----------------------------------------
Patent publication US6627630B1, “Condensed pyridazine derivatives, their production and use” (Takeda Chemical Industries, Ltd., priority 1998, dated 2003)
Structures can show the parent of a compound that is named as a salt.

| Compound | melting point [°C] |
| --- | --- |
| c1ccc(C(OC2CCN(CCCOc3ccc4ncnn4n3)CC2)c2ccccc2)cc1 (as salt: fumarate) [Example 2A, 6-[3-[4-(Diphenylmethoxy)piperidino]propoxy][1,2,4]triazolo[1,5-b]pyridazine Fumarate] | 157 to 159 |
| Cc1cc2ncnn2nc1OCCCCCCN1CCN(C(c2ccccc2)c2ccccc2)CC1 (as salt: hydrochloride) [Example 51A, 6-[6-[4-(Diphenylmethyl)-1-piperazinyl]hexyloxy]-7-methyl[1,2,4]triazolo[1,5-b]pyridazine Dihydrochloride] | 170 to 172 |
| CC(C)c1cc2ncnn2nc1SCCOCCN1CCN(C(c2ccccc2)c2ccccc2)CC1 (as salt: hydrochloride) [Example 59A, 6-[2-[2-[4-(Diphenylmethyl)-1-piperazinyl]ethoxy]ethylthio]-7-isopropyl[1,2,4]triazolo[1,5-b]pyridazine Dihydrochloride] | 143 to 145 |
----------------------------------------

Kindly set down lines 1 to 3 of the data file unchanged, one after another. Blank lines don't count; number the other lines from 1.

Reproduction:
Patent publication US6627630B1, “Condensed pyridazine derivatives, their production and use” (Takeda Chemical Industries, Ltd., priority 1998, dated 2003)
Structures can show the parent of a compound that is named as a salt.

| Compound | melting point [°C] |